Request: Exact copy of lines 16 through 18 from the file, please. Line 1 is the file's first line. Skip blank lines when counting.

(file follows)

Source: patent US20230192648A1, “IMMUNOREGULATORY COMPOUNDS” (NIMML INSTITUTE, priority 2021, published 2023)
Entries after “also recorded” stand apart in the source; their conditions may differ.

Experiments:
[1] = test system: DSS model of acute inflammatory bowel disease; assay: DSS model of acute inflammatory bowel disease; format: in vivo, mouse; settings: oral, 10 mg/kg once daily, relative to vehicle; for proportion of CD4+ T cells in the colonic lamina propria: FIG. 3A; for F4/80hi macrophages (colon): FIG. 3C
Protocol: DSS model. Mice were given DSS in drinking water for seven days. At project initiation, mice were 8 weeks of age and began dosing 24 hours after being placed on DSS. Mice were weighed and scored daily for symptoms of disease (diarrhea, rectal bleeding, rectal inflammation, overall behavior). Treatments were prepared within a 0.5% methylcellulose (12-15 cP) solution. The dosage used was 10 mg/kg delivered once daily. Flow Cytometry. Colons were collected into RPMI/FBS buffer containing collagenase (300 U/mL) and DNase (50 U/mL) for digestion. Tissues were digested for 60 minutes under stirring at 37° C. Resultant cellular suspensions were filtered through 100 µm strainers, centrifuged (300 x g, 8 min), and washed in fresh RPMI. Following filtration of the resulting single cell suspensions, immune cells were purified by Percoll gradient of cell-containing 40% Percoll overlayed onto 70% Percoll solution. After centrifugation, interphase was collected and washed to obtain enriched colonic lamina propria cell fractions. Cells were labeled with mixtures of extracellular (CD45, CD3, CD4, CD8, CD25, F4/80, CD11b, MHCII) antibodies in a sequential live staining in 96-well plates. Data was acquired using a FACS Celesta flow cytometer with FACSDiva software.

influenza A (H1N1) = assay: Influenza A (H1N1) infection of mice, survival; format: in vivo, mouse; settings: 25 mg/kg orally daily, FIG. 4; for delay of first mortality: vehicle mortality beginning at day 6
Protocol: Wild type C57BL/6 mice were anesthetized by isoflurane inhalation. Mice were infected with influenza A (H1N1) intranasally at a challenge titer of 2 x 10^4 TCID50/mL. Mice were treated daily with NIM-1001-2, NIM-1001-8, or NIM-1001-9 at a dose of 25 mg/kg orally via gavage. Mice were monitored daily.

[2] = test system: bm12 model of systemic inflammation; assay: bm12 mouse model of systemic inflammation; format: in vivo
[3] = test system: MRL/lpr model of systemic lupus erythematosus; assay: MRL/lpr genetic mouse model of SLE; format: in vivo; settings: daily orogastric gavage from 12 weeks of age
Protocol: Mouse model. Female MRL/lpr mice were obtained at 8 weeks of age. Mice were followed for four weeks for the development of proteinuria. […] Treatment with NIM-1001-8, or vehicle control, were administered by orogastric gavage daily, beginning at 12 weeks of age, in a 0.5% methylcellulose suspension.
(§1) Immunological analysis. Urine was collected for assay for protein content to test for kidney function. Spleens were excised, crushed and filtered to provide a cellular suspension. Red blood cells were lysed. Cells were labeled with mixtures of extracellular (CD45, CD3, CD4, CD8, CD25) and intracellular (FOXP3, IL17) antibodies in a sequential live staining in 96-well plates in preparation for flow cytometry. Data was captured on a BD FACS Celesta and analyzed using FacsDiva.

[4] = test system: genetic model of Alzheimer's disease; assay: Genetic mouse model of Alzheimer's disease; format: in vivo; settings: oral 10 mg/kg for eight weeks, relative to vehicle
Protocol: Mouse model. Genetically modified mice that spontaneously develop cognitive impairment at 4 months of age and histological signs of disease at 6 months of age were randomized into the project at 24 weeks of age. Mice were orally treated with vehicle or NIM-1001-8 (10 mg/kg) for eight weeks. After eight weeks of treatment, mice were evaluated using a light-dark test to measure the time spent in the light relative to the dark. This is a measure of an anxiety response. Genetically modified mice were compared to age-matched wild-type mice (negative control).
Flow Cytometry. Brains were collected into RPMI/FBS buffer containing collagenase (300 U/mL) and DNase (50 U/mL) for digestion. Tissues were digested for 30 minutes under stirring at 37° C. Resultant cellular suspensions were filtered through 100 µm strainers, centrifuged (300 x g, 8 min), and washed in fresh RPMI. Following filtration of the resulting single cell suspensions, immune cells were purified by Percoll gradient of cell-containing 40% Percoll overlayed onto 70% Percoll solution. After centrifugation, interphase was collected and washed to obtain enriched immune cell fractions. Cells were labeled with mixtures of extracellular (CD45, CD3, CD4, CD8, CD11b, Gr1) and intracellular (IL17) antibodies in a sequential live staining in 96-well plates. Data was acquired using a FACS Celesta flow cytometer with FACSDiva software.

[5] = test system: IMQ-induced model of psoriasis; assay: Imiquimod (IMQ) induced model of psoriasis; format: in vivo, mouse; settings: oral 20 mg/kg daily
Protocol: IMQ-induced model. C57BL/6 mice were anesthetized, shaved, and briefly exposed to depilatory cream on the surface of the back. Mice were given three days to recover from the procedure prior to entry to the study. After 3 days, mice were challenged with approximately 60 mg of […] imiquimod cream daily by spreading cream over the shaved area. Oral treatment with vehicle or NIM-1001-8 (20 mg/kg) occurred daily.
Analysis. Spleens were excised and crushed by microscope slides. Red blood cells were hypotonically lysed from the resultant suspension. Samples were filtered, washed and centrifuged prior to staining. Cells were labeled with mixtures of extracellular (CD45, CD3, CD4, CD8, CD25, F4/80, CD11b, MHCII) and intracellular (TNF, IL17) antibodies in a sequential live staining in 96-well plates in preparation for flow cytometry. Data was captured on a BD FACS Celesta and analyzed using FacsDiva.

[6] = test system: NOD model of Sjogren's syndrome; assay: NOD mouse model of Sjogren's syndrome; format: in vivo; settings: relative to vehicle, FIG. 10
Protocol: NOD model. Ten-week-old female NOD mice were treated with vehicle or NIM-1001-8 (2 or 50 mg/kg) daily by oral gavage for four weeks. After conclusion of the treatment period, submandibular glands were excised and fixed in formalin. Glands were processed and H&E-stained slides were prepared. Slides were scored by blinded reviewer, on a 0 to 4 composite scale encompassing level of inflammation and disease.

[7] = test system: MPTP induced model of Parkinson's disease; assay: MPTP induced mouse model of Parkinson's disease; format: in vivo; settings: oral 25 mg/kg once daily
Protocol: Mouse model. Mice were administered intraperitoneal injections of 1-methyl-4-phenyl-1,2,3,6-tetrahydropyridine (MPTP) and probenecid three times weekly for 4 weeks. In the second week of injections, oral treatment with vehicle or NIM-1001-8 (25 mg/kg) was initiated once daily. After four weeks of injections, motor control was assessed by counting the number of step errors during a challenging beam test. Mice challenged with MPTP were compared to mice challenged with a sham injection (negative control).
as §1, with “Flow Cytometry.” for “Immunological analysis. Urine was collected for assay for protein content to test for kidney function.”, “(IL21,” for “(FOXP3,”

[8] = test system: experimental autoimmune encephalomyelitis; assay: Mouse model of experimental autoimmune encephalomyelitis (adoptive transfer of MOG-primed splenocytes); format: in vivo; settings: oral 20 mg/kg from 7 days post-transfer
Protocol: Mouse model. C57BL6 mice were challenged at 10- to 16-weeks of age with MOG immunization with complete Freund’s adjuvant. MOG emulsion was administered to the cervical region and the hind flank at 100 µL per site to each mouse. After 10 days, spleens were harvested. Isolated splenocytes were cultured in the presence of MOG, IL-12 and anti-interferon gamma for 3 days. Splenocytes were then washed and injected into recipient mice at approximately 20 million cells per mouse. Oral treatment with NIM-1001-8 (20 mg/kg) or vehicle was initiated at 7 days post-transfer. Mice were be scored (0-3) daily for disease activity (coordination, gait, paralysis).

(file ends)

Protocol: IMQ-induced model. C57BL/6 mice were anesthetized, shaved, and briefly exposed to depilatory cream on the surface of the back. Mice were given three days to recover from the procedure prior to entry to the study. After 3 days, mice were challenged with approximately 60 mg of […] imiquimod cream daily by spreading cream over the shaved area. Oral treatment with vehicle or NIM-1001-8 (20 mg/kg) occurred daily.
Analysis. Spleens were excised and crushed by microscope slides. Red blood cells were hypotonically lysed from the resultant suspension. Samples were filtered, washed and centrifuged prior to staining. Cells were labeled with mixtures of extracellular (CD45, CD3, CD4, CD8, CD25, F4/80, CD11b, MHCII) and intracellular (TNF, IL17) antibodies in a sequential live staining in 96-well plates in preparation for flow cytometry. Data was captured on a BD FACS Celesta and analyzed using FacsDiva.

[6] = test system: NOD model of Sjogren's syndrome; assay: NOD mouse model of Sjogren's syndrome; format: in vivo; settings: relative to vehicle, FIG. 10